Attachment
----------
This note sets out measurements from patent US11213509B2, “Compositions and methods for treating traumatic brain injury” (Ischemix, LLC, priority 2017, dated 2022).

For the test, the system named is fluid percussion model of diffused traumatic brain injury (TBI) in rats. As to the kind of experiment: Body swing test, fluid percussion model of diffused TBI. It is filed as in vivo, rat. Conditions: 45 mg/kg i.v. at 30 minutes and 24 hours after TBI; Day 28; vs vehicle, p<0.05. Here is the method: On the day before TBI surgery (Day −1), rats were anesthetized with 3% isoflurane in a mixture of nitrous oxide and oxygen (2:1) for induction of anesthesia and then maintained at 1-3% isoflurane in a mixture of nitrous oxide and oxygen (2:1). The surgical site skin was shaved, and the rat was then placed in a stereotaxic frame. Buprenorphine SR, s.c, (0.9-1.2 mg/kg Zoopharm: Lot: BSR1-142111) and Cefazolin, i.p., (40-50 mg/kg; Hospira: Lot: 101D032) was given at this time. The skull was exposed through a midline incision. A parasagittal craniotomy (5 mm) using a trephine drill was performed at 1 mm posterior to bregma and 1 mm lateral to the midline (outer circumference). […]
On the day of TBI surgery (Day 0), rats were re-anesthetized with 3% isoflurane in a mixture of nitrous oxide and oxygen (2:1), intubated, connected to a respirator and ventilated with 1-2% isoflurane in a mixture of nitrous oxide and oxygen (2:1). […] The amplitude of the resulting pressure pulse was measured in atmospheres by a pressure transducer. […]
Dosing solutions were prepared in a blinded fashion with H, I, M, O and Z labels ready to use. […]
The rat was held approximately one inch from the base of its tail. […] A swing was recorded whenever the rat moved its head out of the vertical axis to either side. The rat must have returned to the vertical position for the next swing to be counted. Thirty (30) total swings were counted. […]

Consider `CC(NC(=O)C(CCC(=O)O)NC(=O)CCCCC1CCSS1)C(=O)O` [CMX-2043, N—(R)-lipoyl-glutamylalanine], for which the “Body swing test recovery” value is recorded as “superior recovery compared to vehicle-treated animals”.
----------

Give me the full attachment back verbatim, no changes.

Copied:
This note sets out measurements from patent US11213509B2, “Compositions and methods for treating traumatic brain injury” (Ischemix, LLC, priority 2017, dated 2022).

For the test, the system named is fluid percussion model of diffused traumatic brain injury (TBI) in rats. As to the kind of experiment: Body swing test, fluid percussion model of diffused TBI. It is filed as in vivo, rat. Conditions: 45 mg/kg i.v. at 30 minutes and 24 hours after TBI; Day 28; vs vehicle, p<0.05. Here is the method: On the day before TBI surgery (Day −1), rats were anesthetized with 3% isoflurane in a mixture of nitrous oxide and oxygen (2:1) for induction of anesthesia and then maintained at 1-3% isoflurane in a mixture of nitrous oxide and oxygen (2:1). The surgical site skin was shaved, and the rat was then placed in a stereotaxic frame. Buprenorphine SR, s.c, (0.9-1.2 mg/kg Zoopharm: Lot: BSR1-142111) and Cefazolin, i.p., (40-50 mg/kg; Hospira: Lot: 101D032) was given at this time. The skull was exposed through a midline incision. A parasagittal craniotomy (5 mm) using a trephine drill was performed at 1 mm posterior to bregma and 1 mm lateral to the midline (outer circumference). […]
On the day of TBI surgery (Day 0), rats were re-anesthetized with 3% isoflurane in a mixture of nitrous oxide and oxygen (2:1), intubated, connected to a respirator and ventilated with 1-2% isoflurane in a mixture of nitrous oxide and oxygen (2:1). […] The amplitude of the resulting pressure pulse was measured in atmospheres by a pressure transducer. […]
Dosing solutions were prepared in a blinded fashion with H, I, M, O and Z labels ready to use. […]
The rat was held approximately one inch from the base of its tail. […] A swing was recorded whenever the rat moved its head out of the vertical axis to either side. The rat must have returned to the vertical position for the next swing to be counted. Thirty (30) total swings were counted. […]

Consider `CC(NC(=O)C(CCC(=O)O)NC(=O)CCCCC1CCSS1)C(=O)O` [CMX-2043, N—(R)-lipoyl-glutamylalanine], for which the “Body swing test recovery” value is recorded as “superior recovery compared to vehicle-treated animals”.